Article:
A teacher friend of mine once asked me to bring my perspective as a new mom to her Family Living high school classes. Others on the panel of parents were more experienced, with children from Kindergarten to high school while I was a newby with an infant. Among many questions, we were all asked who we wanted our children to be when they were adults.
Being a new mother with feedings, changings, and the ever-present sleep deprivation, my brain had to switch gears as I answered this question. I was put on the spot to think about the long-term reason for bringing a child into this world and nurturing her to adulthood. As author Steven Covey wrote in his popular book, The Seven Habits of Highly Successful People, I had to think about “beginning with the end in mind” as I struggled to find an answer to this tough question.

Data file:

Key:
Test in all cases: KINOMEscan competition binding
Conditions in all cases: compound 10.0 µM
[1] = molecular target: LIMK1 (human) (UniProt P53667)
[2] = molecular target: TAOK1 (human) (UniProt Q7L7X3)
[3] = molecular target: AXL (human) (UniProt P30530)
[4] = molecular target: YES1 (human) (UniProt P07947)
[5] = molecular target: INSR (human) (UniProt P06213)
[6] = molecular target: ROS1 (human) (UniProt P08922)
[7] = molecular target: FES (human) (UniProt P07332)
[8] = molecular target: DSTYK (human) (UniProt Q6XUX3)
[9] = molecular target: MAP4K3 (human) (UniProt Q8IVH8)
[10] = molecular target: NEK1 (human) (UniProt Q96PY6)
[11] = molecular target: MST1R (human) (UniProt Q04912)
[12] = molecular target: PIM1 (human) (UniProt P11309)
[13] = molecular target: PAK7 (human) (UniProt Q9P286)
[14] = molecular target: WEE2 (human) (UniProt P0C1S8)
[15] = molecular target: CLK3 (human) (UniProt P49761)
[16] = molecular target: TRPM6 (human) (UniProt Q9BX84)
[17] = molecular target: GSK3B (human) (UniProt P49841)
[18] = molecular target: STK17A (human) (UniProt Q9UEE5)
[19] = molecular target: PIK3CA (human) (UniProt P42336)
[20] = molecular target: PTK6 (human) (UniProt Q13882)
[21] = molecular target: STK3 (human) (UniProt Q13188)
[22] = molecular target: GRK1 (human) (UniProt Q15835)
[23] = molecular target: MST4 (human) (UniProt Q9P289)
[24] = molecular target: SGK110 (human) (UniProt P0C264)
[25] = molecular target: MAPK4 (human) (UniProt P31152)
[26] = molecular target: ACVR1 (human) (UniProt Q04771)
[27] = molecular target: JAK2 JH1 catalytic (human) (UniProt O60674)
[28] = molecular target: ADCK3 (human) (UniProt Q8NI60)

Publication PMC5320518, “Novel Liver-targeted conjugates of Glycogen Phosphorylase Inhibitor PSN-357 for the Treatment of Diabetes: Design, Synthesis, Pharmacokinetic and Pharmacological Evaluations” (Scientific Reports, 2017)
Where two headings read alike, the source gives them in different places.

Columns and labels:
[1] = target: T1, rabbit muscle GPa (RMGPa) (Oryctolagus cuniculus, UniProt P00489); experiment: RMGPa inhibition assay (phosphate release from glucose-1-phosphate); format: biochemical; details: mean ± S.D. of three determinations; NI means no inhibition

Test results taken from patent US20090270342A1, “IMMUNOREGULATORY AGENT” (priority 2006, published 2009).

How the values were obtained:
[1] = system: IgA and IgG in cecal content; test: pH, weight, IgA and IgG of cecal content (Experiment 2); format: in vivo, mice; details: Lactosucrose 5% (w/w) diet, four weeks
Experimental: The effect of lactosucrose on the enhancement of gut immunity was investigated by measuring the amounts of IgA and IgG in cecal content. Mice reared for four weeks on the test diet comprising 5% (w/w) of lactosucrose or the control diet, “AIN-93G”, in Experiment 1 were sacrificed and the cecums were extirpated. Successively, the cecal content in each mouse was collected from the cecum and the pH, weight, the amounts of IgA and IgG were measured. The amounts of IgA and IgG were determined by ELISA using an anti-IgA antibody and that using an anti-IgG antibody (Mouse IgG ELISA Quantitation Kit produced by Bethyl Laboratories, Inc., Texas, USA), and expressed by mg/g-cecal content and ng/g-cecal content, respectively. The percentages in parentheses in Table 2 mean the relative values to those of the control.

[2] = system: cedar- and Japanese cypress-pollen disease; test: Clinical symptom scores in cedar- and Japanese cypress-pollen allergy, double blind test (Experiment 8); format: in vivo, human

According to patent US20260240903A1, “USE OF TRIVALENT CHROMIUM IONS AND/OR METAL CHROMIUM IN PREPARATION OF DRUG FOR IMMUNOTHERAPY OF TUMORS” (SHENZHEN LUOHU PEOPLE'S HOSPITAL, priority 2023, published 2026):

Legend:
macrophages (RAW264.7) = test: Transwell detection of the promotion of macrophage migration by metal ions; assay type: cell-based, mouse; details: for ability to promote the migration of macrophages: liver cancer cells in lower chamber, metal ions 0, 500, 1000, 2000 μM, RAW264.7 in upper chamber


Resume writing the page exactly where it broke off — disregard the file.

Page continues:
The memory of this question and how it jolted me from my motherhood routine lingers with me, especially now as my husband and I have three teenagers in the house. Long-term, what do we want for our children? Who will they be when they are independent adults? Among the many answers to this important question, one is crucial to the success of our children: they should become people of good character.
MetroFamily Magazine continues its long-term commitment to helping families become more successful as families and raise children who value and demonstrate good character traits. Each month, our new column will focus on a different character trait, providing information for parents and hands-on activities for families to learn together about the trait and how to apply it in their daily lives. The traits we've written about are now on archived on this site for your convenience.
The information for this important new series comes from the Oklahoma City-based nonprofit organization called the Character Training Institute (CTI) and is supported by the Character Council of Central Oklahoma.
Sarah Taylor, Publisher of MetroFamily Magazine